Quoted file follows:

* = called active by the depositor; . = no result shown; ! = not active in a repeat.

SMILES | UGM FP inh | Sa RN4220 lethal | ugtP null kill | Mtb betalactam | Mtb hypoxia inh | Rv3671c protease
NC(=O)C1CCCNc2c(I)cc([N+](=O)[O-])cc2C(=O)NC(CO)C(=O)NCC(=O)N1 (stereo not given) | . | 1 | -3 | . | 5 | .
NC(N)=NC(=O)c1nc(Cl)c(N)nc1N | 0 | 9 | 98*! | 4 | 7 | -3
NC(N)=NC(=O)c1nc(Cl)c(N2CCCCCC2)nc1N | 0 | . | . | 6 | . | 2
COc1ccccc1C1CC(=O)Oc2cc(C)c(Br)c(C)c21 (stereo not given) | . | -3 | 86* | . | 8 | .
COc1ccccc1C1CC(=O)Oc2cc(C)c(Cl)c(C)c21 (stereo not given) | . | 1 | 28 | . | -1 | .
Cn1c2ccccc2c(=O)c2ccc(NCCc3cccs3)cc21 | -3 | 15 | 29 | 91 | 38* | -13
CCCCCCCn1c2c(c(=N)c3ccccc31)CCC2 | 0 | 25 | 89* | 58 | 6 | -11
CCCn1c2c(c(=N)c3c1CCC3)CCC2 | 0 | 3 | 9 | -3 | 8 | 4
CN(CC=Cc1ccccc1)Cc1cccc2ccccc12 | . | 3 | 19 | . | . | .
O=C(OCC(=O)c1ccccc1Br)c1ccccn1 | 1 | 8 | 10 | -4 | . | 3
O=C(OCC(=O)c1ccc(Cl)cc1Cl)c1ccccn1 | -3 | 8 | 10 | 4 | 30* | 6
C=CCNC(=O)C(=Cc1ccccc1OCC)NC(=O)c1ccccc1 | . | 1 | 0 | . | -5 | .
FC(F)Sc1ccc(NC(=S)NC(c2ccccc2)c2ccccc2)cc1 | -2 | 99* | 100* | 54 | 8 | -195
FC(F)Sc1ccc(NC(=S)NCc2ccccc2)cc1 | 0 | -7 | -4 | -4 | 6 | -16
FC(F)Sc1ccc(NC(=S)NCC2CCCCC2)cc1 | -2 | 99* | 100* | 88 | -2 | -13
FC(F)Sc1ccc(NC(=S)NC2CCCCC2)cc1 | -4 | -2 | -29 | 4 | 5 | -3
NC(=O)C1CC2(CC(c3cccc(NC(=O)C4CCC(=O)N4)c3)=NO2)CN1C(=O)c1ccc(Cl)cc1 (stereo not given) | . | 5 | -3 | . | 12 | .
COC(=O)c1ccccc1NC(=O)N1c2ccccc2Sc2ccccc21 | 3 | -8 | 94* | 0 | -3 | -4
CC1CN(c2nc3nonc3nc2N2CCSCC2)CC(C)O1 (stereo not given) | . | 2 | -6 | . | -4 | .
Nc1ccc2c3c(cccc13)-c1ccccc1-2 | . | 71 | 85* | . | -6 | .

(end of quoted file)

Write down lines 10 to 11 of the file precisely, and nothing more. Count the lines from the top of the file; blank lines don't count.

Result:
CCCn1c2c(c(=N)c3c1CCC3)CCC2 | 0 | 3 | 9 | -3 | 8 | 4
CN(CC=Cc1ccccc1)Cc1cccc2ccccc12 | . | 3 | 19 | . | . | .